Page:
But sorry, think I see a sentence that “No Indonesian citizens will be allowed to attend these school” in International School section? Why?


  6. I have been trying to access this bill in English and am having difficulty doing so – has anyone been able to find it? It would be greatly appreciated as I would like to work with it for a cultural policy course. Thank you!


  7. PsyGuy says:

    I didn’t address the ethical issues because I don’t really see one. ISR maintains the information on the site, that’s all. They aren’t in a position to investigate, and Bette each and every source of information. They are a content provider, not investigative journalists.


  8. PsyGuy says:

    It’s not really going to change much. Schools will just break not separate campuses. A foreign school and an international school. Teachers may be hired as ESL teachers on paper, but will just teach what heir teaching ow, under the auspice of “English for specific subjects” or some other title. Te only people it’s going to make a difference for is HR. Practically for everyone else it will be business as usual, that’s just how it is in Indonesia.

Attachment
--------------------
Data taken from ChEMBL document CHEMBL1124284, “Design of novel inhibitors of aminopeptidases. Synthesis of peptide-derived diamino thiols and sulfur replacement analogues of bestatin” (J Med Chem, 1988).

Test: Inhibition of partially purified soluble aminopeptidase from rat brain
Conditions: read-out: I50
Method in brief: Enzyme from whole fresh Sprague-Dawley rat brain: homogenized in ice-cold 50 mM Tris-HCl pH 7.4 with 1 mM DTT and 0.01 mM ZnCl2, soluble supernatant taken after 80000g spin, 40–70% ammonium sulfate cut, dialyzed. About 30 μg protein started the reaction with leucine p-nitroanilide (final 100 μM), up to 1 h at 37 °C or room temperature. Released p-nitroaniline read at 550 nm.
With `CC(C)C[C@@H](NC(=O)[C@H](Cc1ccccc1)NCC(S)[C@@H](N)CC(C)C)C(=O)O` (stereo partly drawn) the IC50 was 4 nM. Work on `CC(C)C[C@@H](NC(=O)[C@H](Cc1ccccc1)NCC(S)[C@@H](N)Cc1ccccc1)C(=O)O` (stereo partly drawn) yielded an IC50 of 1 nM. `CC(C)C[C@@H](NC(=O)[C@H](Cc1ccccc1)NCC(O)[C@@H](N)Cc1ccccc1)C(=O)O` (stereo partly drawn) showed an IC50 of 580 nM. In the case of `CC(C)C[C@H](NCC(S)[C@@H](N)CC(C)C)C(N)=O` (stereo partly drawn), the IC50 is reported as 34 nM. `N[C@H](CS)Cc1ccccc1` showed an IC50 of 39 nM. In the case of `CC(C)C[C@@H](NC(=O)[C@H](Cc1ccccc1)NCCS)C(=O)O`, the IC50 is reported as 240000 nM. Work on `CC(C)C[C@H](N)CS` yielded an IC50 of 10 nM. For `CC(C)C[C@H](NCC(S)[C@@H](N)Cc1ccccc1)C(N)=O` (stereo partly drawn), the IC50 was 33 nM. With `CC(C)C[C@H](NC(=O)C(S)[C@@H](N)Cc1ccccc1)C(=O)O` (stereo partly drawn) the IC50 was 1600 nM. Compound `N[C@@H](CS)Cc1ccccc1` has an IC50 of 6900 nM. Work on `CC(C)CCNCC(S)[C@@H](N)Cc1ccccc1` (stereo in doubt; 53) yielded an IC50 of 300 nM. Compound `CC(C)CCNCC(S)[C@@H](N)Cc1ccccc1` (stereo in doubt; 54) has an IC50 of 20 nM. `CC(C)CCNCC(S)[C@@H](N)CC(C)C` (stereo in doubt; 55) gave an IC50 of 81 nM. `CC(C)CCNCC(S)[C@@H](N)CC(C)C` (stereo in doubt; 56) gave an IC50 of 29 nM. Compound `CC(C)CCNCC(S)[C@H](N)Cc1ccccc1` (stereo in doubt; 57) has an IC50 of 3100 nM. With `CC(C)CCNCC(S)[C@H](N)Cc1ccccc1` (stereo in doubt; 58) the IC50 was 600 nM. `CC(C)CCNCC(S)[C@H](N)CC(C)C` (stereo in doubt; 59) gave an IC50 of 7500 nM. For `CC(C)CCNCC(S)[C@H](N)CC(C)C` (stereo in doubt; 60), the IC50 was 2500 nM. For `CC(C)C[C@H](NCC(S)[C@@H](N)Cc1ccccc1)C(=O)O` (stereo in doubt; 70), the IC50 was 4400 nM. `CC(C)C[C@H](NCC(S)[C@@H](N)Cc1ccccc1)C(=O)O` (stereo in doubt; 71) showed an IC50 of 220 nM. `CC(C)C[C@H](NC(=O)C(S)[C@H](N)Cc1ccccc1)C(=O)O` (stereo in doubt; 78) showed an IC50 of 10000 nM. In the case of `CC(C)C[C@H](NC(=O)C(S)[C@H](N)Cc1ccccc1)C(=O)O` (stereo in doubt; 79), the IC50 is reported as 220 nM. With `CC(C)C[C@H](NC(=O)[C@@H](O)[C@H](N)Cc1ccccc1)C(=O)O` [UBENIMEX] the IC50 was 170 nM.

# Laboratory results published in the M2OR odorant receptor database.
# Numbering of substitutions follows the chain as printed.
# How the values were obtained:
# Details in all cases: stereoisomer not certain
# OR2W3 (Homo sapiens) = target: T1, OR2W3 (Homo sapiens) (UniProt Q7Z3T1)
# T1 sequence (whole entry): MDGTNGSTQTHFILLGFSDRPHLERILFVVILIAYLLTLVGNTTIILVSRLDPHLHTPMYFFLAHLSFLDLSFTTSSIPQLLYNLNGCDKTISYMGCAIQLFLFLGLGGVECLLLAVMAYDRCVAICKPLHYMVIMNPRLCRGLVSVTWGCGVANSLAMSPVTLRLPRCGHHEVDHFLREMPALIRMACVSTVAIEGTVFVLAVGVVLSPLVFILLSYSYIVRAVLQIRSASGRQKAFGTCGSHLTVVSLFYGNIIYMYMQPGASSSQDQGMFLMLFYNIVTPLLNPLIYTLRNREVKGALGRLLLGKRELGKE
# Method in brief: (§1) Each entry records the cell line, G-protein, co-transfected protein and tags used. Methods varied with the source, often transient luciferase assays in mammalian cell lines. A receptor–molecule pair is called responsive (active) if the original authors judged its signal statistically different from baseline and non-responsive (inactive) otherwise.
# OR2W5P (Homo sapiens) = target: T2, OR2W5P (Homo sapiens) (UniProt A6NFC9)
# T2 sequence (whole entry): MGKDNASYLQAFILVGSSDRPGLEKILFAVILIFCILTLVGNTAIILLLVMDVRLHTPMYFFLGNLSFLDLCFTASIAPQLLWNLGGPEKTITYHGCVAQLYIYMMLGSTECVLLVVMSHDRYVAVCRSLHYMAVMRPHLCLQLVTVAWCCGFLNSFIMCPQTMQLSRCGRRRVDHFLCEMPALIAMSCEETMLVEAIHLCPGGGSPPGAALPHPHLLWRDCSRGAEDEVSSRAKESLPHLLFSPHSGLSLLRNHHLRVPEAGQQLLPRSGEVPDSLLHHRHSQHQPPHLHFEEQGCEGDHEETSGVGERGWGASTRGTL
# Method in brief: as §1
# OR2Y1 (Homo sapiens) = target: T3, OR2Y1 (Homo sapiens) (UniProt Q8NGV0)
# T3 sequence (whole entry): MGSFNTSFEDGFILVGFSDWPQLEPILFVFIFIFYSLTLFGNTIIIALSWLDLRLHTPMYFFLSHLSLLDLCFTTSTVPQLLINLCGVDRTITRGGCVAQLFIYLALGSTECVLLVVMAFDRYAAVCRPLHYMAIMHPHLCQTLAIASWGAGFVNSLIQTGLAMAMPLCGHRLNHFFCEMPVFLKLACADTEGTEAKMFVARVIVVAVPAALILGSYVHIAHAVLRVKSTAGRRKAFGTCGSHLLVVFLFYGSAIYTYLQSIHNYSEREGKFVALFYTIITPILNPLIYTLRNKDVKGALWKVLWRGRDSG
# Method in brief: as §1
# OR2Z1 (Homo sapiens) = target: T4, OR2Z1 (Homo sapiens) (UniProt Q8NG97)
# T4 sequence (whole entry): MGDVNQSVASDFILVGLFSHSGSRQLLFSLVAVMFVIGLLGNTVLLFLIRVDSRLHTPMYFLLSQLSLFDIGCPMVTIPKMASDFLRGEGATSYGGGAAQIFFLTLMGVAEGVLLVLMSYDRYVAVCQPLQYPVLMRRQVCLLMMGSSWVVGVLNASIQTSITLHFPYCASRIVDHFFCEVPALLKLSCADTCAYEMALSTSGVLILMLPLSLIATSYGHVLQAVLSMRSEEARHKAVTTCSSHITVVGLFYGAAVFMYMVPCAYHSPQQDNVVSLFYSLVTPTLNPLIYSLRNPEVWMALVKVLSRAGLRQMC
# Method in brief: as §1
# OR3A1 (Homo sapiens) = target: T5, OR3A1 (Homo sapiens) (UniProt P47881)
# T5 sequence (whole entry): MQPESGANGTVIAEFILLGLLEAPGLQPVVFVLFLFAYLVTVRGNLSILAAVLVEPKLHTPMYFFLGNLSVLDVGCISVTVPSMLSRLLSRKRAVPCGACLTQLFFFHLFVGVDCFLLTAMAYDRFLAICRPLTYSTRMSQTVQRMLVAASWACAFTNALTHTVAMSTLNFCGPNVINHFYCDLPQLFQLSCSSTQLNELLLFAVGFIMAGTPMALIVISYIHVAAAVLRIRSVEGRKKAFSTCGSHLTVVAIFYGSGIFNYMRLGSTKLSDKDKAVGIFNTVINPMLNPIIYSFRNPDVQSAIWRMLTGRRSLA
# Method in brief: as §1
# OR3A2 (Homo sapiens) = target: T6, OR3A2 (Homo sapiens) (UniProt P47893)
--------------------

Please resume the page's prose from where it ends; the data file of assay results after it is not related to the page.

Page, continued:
9. Hallier says:

    Interestingly, I posted a similar comment on the ISR forum and hardly anyone seems to care. Lots of views, but very few replies.

    One poster replied that they probably have not responded to Bruce’s claim because that may make them legally liable for any damage done by the posting. (even provided me with a link to look up the law!). He did not address the issue of the site being honest and simply removing the post.

    Another poster said he was more concerned about the poor aesthetics of the site than its ethics! I hope he was joking.

    As I said, we’d scream blue murder if the Bruce’s of this world acted dishonestly. And it would be posted on this site. Yet very few posters seem concerned when the people who run this site do the same thing. It’s a double standard and I think teachers who use the site should call ISR out on it. Maybe I’ll send a note to Dr Spilchuck;)


  10. Hallier says: